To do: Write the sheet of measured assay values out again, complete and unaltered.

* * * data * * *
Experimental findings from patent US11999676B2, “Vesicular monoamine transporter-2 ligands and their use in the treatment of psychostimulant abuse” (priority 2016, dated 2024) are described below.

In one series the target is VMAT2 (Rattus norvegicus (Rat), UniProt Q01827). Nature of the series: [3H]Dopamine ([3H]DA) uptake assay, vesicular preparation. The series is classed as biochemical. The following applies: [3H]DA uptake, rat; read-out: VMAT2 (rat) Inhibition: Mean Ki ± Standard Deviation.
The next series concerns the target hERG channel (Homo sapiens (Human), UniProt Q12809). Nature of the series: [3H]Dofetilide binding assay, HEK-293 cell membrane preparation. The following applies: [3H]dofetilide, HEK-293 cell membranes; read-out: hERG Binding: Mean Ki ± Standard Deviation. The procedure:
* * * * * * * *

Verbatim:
Experimental findings from patent US11999676B2, “Vesicular monoamine transporter-2 ligands and their use in the treatment of psychostimulant abuse” (priority 2016, dated 2024) are described below.

In one series the target is VMAT2 (Rattus norvegicus (Rat), UniProt Q01827). Nature of the series: [3H]Dopamine ([3H]DA) uptake assay, vesicular preparation. The series is classed as biochemical. The following applies: [3H]DA uptake, rat; read-out: VMAT2 (rat) Inhibition: Mean Ki ± Standard Deviation.
The next series concerns the target hERG channel (Homo sapiens (Human), UniProt Q12809). Nature of the series: [3H]Dofetilide binding assay, HEK-293 cell membrane preparation. The following applies: [3H]dofetilide, HEK-293 cell membranes; read-out: hERG Binding: Mean Ki ± Standard Deviation. The procedure: